The role of transcription factor FoxO1 in the pathogenesis of acne vulgaris and the mode of isotretinoin action

Autor(en): Melnik, B. C.
Stichwörter: Acne vulgaris; ANDROGEN RECEPTOR; Carbohydrates; Dermatology; FACTOR-BINDING PROTEIN-3; Forkhead transcription factors; GLYCEMIC-LOAD DIET; GROWTH-FACTOR-I; INFLAMMATORY CYTOKINE RESPONSES; Milk; NF-KAPPA-B; POLYCYSTIC-OVARY-SYNDROME; PROLIFERATOR-ACTIVATED-RECEPTOR; RETINOID-X-RECEPTOR; TOLL-LIKE RECEPTOR
Erscheinungsdatum: 2010
Herausgeber: EDIZIONI MINERVA MEDICA
Journal: GIORNALE ITALIANO DI DERMATOLOGIA E VENEREOLOGIA
Volumen: 145
Ausgabe: 5
Startseite: 559
Seitenende: 571
Zusammenfassung: 
It is the purpose of this review to demonstrate that oral isotretinoin treatment restores all major pathogenetic factors of acne vulgaris by upregulation of the nuclear transcription factor FoxO1, which will be shown to be the major target of retinoid action. Nuclear FoxO1 deficiency is the result of increased growth factor signaling with activated phosphoinositol-3-kinase (PI3K) and Akt kinase during growth hormone signaling of puberty and increased insulin/IGF-1 signaling due to consumption of insulinotropic milk/dairy products as well as hyperglycemic carbohydrates of Western diet. Nuclear FoxO1 deficiency increases androgen receptor transactivation and modifies the activity of important nuclear receptors and key genes involved in pilosebaceous keratinocyte proliferation, sebaceous lipogenesis and expression of perifollicular inflammatory cytokines. Isotretinoin-induced upregulation of nuclear FoxO1 is proposed to be responsible for the mode of action of isotretinoin on all major pathogenetic factors in acne. Acne pathogenesis can be explained at the genomic level of transcriptional regulation. All major events in acne pathogenesis as well as all major effects of isotretinoin treatment appear to be related to modifications of the PI3K/Akt/FoxO1 signaling pathway, the well-known oncogenic pathway. These insights extend our understanding of FoxO1-mediated retinoid action in acne and other hyperproliferative skin diseases, cancer chemoprevention and cutaneous immune regulation. Understanding FoxO's pivotal regulatory role in acne allows the development of novel treatment strategies and dietary interventions in acne which focus on the restoration of growth factor- and diet-induced imbalances of nuclear FoxO protein levels.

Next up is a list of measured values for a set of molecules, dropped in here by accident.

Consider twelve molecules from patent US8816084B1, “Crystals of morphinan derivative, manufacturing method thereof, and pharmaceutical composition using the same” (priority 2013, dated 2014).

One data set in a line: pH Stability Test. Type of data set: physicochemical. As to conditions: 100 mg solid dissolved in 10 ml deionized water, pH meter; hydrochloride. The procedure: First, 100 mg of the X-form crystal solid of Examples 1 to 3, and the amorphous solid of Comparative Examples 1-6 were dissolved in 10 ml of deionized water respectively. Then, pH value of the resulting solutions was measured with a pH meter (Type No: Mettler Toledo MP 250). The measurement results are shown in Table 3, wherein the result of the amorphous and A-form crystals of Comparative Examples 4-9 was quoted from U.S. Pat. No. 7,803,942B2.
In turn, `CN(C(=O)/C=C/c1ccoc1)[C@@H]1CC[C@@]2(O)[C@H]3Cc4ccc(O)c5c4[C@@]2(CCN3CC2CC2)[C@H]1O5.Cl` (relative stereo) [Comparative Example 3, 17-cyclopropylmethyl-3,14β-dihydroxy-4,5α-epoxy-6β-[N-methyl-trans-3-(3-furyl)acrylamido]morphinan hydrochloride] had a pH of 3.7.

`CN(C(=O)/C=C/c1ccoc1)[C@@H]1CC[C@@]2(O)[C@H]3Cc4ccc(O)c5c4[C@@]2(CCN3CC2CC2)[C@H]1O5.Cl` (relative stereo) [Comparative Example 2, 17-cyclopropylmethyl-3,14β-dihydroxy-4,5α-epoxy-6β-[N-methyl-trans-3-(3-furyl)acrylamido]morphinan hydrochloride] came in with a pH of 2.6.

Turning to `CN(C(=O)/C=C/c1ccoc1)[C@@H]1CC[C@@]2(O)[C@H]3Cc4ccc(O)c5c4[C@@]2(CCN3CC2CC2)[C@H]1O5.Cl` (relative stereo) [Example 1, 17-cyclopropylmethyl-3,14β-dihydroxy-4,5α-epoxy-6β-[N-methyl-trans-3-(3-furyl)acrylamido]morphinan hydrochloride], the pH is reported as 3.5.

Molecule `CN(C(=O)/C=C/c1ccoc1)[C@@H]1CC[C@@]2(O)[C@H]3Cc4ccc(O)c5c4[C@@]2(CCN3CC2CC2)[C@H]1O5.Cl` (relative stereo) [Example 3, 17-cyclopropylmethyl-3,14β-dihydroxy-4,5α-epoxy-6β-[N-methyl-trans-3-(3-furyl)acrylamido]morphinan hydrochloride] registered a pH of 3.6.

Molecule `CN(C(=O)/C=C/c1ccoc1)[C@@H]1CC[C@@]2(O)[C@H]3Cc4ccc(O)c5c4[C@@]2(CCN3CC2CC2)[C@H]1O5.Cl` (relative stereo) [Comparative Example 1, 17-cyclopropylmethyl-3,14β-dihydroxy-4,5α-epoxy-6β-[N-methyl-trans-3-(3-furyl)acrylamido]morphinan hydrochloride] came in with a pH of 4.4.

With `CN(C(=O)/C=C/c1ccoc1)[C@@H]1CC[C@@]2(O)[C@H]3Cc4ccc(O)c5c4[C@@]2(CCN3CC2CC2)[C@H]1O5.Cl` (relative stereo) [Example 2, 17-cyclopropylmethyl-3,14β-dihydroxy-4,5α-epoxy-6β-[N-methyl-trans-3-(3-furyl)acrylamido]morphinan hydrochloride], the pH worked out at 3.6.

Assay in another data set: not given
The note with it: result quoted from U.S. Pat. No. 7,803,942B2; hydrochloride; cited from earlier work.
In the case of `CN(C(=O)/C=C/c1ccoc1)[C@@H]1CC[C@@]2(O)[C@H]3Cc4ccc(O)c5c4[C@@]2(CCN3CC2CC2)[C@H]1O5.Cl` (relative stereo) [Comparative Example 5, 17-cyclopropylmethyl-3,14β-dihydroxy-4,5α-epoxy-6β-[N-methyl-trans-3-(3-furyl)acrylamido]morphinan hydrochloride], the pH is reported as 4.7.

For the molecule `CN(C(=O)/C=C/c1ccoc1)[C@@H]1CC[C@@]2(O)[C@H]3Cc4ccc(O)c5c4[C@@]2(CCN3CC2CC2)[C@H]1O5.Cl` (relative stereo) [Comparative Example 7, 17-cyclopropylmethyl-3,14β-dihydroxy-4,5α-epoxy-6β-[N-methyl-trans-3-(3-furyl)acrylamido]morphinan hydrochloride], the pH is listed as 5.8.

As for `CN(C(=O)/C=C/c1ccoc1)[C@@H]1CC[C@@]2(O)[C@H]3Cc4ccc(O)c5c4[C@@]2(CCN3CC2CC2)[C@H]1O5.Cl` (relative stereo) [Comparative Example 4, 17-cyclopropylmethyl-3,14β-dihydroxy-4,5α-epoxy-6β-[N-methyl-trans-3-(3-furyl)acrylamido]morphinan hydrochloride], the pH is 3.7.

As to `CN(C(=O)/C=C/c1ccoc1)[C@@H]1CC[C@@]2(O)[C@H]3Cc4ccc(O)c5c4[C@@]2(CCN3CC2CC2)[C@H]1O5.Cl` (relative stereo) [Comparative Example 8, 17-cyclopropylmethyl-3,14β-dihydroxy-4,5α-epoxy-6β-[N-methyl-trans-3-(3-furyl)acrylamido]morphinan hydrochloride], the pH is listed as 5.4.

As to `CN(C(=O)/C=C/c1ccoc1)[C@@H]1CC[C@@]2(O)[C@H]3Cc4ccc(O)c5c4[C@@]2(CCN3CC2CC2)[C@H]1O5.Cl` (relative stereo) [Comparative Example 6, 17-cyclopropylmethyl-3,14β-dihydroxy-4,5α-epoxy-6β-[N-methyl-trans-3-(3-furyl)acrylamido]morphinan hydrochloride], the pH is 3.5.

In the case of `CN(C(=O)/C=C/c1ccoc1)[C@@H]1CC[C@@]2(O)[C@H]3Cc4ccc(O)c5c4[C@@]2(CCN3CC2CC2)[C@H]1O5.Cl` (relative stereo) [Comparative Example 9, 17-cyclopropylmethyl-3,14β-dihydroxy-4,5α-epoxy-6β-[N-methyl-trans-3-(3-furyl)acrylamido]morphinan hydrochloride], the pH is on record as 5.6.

ISSN: 03920488

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